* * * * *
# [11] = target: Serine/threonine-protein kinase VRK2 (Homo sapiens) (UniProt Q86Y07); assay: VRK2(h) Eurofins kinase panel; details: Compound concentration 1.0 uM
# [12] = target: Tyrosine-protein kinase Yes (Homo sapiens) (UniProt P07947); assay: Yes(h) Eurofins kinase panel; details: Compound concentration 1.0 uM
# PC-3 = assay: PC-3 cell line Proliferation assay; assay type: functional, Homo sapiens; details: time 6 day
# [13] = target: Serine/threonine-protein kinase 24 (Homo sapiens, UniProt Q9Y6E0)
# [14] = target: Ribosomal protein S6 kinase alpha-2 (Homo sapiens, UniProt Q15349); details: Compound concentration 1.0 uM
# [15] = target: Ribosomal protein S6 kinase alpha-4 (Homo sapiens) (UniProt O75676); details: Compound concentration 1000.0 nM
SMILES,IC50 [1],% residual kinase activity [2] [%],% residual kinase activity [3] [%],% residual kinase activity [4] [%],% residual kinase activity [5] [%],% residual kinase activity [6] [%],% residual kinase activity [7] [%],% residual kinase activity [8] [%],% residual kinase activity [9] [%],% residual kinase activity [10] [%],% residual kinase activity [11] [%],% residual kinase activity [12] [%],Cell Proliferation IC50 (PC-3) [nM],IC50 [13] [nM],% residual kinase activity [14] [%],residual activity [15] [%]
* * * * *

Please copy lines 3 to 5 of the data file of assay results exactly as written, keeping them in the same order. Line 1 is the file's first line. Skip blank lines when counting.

# PC-3 = assay: PC-3 cell line Proliferation assay; assay type: functional, Homo sapiens; details: time 6 day
# [13] = target: Serine/threonine-protein kinase 24 (Homo sapiens, UniProt Q9Y6E0)
# [14] = target: Ribosomal protein S6 kinase alpha-2 (Homo sapiens, UniProt Q15349); details: Compound concentration 1.0 uM